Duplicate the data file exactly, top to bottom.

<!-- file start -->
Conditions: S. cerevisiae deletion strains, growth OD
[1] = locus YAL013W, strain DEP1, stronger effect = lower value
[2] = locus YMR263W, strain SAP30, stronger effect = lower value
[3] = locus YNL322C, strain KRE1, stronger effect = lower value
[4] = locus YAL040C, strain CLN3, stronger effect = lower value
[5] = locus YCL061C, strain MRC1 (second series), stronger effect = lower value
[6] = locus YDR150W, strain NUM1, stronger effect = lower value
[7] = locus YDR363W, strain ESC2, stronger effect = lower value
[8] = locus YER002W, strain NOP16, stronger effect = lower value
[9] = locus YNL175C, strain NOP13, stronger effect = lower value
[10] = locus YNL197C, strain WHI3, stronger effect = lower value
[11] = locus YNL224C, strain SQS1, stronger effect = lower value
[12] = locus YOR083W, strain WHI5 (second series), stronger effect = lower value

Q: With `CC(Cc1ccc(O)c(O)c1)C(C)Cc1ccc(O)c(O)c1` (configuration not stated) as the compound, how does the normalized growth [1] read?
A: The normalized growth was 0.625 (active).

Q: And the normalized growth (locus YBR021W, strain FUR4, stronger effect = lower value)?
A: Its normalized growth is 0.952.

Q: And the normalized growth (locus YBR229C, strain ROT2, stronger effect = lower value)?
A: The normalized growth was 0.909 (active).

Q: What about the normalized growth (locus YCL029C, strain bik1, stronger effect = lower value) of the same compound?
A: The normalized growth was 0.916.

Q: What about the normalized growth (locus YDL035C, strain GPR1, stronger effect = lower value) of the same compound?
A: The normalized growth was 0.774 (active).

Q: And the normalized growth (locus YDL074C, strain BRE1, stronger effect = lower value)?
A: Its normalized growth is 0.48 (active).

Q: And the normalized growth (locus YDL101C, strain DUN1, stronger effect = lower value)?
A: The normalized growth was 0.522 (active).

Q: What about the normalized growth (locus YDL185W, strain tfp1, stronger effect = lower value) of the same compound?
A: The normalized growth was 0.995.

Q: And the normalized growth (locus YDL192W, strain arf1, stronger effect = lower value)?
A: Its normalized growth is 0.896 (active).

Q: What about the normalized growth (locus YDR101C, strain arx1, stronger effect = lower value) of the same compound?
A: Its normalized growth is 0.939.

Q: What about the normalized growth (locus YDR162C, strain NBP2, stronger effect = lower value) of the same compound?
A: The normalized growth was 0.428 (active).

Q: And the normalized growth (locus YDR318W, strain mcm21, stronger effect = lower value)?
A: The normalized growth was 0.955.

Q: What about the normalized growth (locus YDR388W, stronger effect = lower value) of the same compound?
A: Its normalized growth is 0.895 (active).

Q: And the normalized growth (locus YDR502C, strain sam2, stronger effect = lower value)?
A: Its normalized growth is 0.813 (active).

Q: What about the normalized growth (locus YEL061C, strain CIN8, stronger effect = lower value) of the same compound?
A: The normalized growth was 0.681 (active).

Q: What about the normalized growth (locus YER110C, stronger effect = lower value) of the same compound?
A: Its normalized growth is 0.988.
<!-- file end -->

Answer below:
Conditions: S. cerevisiae deletion strains, growth OD
[1] = locus YAL013W, strain DEP1, stronger effect = lower value
[2] = locus YMR263W, strain SAP30, stronger effect = lower value
[3] = locus YNL322C, strain KRE1, stronger effect = lower value
[4] = locus YAL040C, strain CLN3, stronger effect = lower value
[5] = locus YCL061C, strain MRC1 (second series), stronger effect = lower value
[6] = locus YDR150W, strain NUM1, stronger effect = lower value
[7] = locus YDR363W, strain ESC2, stronger effect = lower value
[8] = locus YER002W, strain NOP16, stronger effect = lower value
[9] = locus YNL175C, strain NOP13, stronger effect = lower value
[10] = locus YNL197C, strain WHI3, stronger effect = lower value
[11] = locus YNL224C, strain SQS1, stronger effect = lower value
[12] = locus YOR083W, strain WHI5 (second series), stronger effect = lower value

Q: With `CC(Cc1ccc(O)c(O)c1)C(C)Cc1ccc(O)c(O)c1` (configuration not stated) as the compound, how does the normalized growth [1] read?
A: The normalized growth was 0.625 (active).

Q: And the normalized growth (locus YBR021W, strain FUR4, stronger effect = lower value)?
A: Its normalized growth is 0.952.

Q: And the normalized growth (locus YBR229C, strain ROT2, stronger effect = lower value)?
A: The normalized growth was 0.909 (active).

Q: What about the normalized growth (locus YCL029C, strain bik1, stronger effect = lower value) of the same compound?
A: The normalized growth was 0.916.

Q: What about the normalized growth (locus YDL035C, strain GPR1, stronger effect = lower value) of the same compound?
A: The normalized growth was 0.774 (active).

Q: And the normalized growth (locus YDL074C, strain BRE1, stronger effect = lower value)?
A: Its normalized growth is 0.48 (active).

Q: And the normalized growth (locus YDL101C, strain DUN1, stronger effect = lower value)?
A: The normalized growth was 0.522 (active).

Q: What about the normalized growth (locus YDL185W, strain tfp1, stronger effect = lower value) of the same compound?
A: The normalized growth was 0.995.

Q: And the normalized growth (locus YDL192W, strain arf1, stronger effect = lower value)?
A: Its normalized growth is 0.896 (active).

Q: What about the normalized growth (locus YDR101C, strain arx1, stronger effect = lower value) of the same compound?
A: Its normalized growth is 0.939.

Q: What about the normalized growth (locus YDR162C, strain NBP2, stronger effect = lower value) of the same compound?
A: The normalized growth was 0.428 (active).

Q: And the normalized growth (locus YDR318W, strain mcm21, stronger effect = lower value)?
A: The normalized growth was 0.955.

Q: What about the normalized growth (locus YDR388W, stronger effect = lower value) of the same compound?
A: Its normalized growth is 0.895 (active).

Q: And the normalized growth (locus YDR502C, strain sam2, stronger effect = lower value)?
A: Its normalized growth is 0.813 (active).

Q: What about the normalized growth (locus YEL061C, strain CIN8, stronger effect = lower value) of the same compound?
A: The normalized growth was 0.681 (active).

Q: What about the normalized growth (locus YER110C, stronger effect = lower value) of the same compound?
A: Its normalized growth is 0.988.